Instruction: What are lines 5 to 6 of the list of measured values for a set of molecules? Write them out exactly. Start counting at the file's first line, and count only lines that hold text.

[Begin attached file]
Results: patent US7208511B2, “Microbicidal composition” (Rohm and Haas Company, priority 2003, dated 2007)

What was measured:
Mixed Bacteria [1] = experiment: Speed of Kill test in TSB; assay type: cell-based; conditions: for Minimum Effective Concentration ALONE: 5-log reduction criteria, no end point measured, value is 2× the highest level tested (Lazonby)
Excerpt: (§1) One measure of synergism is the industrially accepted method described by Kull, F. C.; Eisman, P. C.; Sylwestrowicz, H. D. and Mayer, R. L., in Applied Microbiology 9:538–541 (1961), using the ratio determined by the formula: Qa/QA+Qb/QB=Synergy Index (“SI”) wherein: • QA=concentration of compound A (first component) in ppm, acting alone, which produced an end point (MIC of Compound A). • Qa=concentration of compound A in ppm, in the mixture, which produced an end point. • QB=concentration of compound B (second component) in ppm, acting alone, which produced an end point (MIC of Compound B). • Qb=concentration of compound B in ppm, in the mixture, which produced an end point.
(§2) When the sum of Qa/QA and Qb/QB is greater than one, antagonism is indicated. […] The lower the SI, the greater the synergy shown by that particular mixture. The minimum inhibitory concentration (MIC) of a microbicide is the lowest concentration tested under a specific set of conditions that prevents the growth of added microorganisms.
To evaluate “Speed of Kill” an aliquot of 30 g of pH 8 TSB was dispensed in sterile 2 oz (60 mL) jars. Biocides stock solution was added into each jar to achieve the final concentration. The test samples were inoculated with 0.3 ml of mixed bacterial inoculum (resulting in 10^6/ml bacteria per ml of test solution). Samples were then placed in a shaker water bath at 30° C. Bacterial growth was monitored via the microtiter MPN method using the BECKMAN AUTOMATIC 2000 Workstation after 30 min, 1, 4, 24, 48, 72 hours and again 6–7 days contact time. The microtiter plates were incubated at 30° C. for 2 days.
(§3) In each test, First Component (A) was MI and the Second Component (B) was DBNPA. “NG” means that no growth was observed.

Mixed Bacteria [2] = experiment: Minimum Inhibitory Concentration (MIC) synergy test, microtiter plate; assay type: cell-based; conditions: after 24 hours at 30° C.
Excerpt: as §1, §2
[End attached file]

(§2) When the sum of Qa/QA and Qb/QB is greater than one, antagonism is indicated. […] The lower the SI, the greater the synergy shown by that particular mixture. The minimum inhibitory concentration (MIC) of a microbicide is the lowest concentration tested under a specific set of conditions that prevents the growth of added microorganisms.
To evaluate “Speed of Kill” an aliquot of 30 g of pH 8 TSB was dispensed in sterile 2 oz (60 mL) jars. Biocides stock solution was added into each jar to achieve the final concentration. The test samples were inoculated with 0.3 ml of mixed bacterial inoculum (resulting in 10^6/ml bacteria per ml of test solution). Samples were then placed in a shaker water bath at 30° C. Bacterial growth was monitored via the microtiter MPN method using the BECKMAN AUTOMATIC 2000 Workstation after 30 min, 1, 4, 24, 48, 72 hours and again 6–7 days contact time. The microtiter plates were incubated at 30° C. for 2 days.